B2B still lags behind in the perception towards design
Despite the global trend of design’s rising importance in B2B companies, differences between these companies and B2C companies are still evident. Compared to companies with a B2C model, B2B companies still rank lower in the Design Ladder (few of them state that design is part of their strategy) and on average they state that design is less important to the company’s growth.
These results indicate that there is still room for improvement on the side of some B2B companies to further capitalize on the advantages of design. Melio is an example of a company that did just that; this B2B online payments solution for small businesses describes itself as being "human-centered" and has recruited numerous designers and product people with backgrounds in consumer affairs. 13 Melio recently raised an additional $250M at a valuation of $4B.
Companies facing the challenge of market penetration value design more
One of the surprising findings of the research was how crucial design seems to be for companies that are considering market penetration as a challenge they are facing. The data clearly show that companies facing this challenge as one of their two top challenges better understand the importance of design, both in general and in tackling this specific challenge. And since market penetration is crucial to all companies at some stage and in particular for growth and in the transformation from start-up to scale-up, this finding suggests that companies will do better by incorporating a design mindset from the very early stages.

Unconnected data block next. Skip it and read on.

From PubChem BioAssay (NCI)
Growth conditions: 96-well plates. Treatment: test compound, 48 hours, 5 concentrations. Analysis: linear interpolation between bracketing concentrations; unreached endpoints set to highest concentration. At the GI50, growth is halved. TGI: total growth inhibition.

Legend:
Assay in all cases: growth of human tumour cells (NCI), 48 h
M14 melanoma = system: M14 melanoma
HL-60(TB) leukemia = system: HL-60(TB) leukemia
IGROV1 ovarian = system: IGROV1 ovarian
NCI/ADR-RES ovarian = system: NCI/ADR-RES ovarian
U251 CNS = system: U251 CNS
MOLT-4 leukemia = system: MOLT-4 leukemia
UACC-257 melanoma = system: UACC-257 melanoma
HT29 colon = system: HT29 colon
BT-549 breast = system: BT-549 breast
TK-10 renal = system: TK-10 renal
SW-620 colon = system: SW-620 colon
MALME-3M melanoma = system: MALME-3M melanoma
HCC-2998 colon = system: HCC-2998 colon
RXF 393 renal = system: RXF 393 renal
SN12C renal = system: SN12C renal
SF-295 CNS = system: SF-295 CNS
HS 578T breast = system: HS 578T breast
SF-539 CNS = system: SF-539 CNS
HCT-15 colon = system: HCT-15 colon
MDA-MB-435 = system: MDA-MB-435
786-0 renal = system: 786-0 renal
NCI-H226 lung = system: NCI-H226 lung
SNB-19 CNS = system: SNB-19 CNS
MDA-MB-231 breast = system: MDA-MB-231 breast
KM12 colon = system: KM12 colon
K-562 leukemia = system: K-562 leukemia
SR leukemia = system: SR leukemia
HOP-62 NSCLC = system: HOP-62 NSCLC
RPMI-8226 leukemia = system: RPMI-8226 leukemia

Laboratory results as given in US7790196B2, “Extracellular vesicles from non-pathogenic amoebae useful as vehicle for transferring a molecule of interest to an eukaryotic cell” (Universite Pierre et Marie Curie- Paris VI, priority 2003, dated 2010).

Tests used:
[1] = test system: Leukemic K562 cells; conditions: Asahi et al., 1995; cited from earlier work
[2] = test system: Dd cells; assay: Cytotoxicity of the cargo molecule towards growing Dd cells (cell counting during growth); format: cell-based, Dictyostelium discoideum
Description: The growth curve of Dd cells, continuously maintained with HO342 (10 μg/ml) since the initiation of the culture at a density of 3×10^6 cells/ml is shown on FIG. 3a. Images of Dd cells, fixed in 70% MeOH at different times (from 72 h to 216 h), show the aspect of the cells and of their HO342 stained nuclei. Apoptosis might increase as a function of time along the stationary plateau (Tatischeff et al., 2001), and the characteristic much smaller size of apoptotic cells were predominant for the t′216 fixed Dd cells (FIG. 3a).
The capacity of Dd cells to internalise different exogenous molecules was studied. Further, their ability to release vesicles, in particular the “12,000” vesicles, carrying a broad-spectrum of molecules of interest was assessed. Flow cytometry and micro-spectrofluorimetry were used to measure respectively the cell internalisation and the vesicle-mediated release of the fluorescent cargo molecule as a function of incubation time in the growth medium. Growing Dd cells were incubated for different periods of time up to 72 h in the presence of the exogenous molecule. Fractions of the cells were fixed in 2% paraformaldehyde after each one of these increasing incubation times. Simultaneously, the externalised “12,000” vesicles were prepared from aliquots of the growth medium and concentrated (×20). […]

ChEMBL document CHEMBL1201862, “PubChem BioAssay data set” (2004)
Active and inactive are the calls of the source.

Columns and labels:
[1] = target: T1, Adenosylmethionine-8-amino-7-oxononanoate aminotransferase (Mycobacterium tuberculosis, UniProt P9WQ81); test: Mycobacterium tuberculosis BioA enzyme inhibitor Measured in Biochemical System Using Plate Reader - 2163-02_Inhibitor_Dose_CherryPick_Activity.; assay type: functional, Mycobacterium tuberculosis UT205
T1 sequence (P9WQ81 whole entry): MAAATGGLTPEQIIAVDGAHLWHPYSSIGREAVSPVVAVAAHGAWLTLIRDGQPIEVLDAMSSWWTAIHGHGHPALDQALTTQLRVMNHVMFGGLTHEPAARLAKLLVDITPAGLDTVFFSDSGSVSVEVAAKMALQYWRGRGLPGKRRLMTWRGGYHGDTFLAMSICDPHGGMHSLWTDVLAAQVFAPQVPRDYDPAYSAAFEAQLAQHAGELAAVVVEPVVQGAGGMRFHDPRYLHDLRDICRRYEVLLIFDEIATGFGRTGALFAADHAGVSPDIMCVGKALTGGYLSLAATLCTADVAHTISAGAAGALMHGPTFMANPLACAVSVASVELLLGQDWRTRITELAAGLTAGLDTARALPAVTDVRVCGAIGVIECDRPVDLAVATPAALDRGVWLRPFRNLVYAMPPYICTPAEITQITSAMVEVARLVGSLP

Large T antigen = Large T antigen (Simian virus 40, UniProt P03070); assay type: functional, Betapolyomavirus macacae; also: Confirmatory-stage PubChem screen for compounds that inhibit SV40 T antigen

In an era in which there is a great deal of competition in most products and categories, the design departments in growth companies have strategic importance. In the growth stage, users are at the center of the processes. Design is the engine in value creation for customers, increasing the number of customers and user satisfaction with the company's products and/or services.
Design’s role in market penetration was showcased in multiple ways during our interviews. One of the most important challenges discussed was making sure that new technologies are accessible – creating successful user interfaces and interactions can best be achieved through design. Design helps in gaining consumers’ trust in the company and the product, especially when it comes with new and unfamiliar offerings. This is especially critical for small companies that need to break into the market and will be competing with well-known giants. Another aspect discussed in the importance of making new technologies accessible is the adaptation of products and services to various market segments and creation of user experiences that are relevant to a wide range of audiences.
Idan Segev, Director of UX and Design at Moovit stated that “by ensuring that our design is inclusive and supports a wide range of target users, we are opening a wider gateway to new audiences. Accessibility - for older audiences, disabled users, and users in extreme situations - is particularly important in mobile devices (e.g., font sizes, usability in different weather conditions, etc. ). All of these factors contribute to growing our customer base and supporting our business goals as well as doing what's ethically right."